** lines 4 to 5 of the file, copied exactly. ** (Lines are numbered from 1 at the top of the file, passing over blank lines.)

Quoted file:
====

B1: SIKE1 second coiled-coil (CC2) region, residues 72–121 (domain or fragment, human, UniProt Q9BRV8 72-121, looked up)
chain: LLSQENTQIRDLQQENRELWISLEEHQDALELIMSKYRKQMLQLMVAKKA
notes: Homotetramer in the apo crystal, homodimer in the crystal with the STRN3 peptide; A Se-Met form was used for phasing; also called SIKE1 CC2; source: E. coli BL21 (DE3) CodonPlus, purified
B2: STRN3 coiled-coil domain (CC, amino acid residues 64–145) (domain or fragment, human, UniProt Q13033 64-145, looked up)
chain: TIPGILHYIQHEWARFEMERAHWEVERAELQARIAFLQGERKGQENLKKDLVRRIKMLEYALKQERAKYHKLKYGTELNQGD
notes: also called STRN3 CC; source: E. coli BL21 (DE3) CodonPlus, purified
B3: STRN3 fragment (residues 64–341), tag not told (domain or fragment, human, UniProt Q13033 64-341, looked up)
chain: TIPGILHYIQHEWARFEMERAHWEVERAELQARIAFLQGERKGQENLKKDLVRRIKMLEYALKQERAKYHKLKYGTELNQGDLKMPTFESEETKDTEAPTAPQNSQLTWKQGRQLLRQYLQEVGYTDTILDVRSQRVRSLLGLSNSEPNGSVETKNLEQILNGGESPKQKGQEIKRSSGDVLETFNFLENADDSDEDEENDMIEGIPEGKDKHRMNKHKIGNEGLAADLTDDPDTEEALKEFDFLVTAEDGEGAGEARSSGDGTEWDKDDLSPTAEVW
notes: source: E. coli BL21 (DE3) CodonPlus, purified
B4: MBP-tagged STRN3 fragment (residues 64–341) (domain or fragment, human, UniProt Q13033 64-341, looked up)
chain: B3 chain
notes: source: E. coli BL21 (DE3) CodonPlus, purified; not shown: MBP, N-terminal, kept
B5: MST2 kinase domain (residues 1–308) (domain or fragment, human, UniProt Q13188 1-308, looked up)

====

B2: STRN3 coiled-coil domain (CC, amino acid residues 64–145) (domain or fragment, human, UniProt Q13033 64-145, looked up)
chain: TIPGILHYIQHEWARFEMERAHWEVERAELQARIAFLQGERKGQENLKKDLVRRIKMLEYALKQERAKYHKLKYGTELNQGD